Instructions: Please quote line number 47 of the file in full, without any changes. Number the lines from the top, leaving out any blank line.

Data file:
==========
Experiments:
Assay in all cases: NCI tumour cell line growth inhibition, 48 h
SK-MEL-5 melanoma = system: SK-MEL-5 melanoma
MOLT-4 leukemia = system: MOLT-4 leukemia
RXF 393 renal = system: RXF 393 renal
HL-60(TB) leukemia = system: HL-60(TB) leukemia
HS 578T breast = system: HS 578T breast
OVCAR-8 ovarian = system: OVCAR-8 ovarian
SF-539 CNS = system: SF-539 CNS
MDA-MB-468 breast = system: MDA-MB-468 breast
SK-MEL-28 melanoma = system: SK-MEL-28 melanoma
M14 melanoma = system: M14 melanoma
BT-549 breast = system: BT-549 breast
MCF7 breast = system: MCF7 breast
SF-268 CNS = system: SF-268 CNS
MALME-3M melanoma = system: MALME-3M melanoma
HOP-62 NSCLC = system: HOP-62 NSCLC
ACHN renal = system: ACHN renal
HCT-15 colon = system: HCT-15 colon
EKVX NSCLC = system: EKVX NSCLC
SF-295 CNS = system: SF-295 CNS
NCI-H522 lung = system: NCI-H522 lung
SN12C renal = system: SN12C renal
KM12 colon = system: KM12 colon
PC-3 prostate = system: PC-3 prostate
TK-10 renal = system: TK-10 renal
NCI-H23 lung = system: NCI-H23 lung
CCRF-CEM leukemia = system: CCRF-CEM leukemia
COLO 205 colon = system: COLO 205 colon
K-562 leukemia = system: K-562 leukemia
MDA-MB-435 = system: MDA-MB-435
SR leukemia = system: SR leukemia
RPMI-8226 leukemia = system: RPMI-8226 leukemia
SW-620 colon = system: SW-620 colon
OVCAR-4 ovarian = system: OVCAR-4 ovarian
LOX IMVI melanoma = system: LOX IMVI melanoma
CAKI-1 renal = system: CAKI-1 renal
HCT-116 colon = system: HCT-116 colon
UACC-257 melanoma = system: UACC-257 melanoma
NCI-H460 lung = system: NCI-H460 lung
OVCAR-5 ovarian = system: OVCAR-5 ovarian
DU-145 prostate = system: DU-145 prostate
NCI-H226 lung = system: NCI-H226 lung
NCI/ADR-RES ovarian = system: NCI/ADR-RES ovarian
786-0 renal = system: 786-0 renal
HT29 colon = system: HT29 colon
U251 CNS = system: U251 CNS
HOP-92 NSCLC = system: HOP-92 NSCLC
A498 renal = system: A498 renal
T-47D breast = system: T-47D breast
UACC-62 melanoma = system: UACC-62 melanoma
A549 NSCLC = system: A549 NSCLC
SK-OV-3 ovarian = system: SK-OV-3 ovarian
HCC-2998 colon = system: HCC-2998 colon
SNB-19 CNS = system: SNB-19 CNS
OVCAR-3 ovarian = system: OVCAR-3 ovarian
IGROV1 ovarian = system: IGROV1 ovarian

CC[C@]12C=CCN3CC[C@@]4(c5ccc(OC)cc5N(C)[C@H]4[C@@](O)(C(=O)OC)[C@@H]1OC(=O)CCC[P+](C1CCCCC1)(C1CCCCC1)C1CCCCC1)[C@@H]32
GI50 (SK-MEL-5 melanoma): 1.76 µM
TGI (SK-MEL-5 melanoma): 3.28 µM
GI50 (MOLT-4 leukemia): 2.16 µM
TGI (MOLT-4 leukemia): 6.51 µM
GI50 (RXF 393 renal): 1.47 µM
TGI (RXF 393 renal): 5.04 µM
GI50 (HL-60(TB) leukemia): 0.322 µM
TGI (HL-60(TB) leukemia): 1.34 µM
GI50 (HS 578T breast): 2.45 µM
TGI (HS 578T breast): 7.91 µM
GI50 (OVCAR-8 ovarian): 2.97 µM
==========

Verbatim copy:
U251 CNS = system: U251 CNS